According to the National Center for Biotechnology Information, U.S. National Library of Medicine, “Influenza and (the related) pneumonia killed more American soldiers and sailors during the war than did enemy weapons.”

"The first reported case of Spanish Flu in Oklahoma City," according to Dean was a young woman named Corrine Smith who was diagnosed September 28, 1918. By October 1st, Oklahoma City doctors were dealing with more than a thousand cases of flu. Two days later, the number was 2,000.”

An additional dividend of the war was the mounting of the Oklahoma flu death toll due to the absence of large numbers of the state’s doctors and nurses who had left to tend U. S. troops in stateside military camps or around European battlefields. Spanish Influenza eventually afflicted over one hundred and twenty-five thousand Oklahomans and caused the unprecedented shuttering in late 1918 of all public gatherings, including those at churches, schools, theaters, athletic contests, and businesses.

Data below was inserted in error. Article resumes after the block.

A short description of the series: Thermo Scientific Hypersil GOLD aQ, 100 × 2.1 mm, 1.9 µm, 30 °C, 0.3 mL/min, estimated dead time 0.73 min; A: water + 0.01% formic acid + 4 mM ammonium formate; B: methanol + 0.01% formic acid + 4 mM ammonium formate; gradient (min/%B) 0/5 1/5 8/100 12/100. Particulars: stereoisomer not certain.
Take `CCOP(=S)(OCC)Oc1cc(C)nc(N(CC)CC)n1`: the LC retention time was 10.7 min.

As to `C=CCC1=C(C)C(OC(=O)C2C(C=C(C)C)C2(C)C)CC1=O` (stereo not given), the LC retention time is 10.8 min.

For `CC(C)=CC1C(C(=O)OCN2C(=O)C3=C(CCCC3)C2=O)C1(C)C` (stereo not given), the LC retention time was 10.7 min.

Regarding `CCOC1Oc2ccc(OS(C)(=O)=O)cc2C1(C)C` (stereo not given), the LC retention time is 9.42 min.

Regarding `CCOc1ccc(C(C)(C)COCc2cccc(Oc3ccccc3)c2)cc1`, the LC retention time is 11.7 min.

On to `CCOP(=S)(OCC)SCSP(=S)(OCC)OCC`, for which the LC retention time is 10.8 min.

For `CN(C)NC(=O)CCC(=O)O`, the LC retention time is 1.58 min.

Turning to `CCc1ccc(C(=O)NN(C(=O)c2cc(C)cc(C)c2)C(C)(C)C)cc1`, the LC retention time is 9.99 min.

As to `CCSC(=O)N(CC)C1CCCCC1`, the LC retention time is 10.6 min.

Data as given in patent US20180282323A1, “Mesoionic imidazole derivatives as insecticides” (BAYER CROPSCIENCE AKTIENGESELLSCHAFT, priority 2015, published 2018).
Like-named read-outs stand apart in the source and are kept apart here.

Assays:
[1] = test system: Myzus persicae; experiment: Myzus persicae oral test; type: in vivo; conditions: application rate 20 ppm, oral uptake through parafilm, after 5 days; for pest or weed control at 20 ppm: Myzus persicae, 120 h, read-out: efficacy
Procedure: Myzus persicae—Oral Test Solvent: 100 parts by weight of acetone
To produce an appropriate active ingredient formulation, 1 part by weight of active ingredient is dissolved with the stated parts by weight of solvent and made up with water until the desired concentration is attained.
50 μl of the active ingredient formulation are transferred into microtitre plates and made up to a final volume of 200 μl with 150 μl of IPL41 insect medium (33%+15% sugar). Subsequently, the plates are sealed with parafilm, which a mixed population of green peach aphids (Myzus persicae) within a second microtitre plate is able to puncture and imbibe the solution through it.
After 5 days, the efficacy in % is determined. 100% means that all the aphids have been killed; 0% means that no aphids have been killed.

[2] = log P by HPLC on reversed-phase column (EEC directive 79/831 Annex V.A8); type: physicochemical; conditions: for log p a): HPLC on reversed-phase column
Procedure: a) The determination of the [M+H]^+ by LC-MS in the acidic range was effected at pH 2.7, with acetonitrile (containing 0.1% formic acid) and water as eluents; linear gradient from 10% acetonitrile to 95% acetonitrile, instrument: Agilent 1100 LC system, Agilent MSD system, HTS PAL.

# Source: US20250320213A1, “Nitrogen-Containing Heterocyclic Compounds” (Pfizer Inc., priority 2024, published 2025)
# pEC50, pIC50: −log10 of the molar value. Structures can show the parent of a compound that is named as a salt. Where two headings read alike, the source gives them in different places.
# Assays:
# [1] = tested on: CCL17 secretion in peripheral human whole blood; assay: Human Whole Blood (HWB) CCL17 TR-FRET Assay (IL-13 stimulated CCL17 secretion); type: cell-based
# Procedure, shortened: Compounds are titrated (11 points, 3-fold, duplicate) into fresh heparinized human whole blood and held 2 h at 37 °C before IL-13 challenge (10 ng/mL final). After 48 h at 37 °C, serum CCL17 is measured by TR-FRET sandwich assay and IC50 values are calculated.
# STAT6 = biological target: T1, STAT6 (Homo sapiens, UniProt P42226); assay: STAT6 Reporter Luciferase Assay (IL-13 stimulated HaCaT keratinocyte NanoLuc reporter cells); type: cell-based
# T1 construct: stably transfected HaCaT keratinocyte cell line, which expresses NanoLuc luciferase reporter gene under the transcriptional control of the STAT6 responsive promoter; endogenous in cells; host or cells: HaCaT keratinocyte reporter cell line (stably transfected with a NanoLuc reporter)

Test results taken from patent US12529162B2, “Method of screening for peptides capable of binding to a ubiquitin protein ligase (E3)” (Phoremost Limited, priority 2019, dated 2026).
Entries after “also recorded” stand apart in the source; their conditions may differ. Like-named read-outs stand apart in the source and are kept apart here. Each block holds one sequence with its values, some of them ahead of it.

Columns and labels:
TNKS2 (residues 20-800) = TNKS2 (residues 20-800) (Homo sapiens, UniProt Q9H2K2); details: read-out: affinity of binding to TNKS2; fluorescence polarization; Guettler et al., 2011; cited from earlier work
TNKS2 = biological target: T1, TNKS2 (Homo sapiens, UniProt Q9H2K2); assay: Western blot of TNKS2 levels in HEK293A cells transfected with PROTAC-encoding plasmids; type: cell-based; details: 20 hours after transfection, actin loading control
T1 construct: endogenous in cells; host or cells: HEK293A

Historian Brad Agnew’s centennial history of Northeastern State University provided a cogent snapshot of the toll taken on one Oklahoma college community, Tahlequah, by the pestilence. Extra-curricular activities at Northeastern such as athletics, campus publications, and debate ceased during the fall months, as did events around the town. The cancellation of the latter perhaps proved to be fortunate, since local newspapers were scarcely able to write about them anyhow. The Cherokee County Democrat reported, “Spanish influenza is doing its work in Tahlequah . . . . In this office not a man has escaped. Extra help cannot be procured.”

Perhaps the most ominous indicator of the horrors the flu unleashed lay in the town’s mortality rate. During the two months just prior to its onset, August and September, eight and five people, respectively, died. The death toll skyrocketed as high as six times the normal number for the next four months: 22, 29, 19, 30, and 20.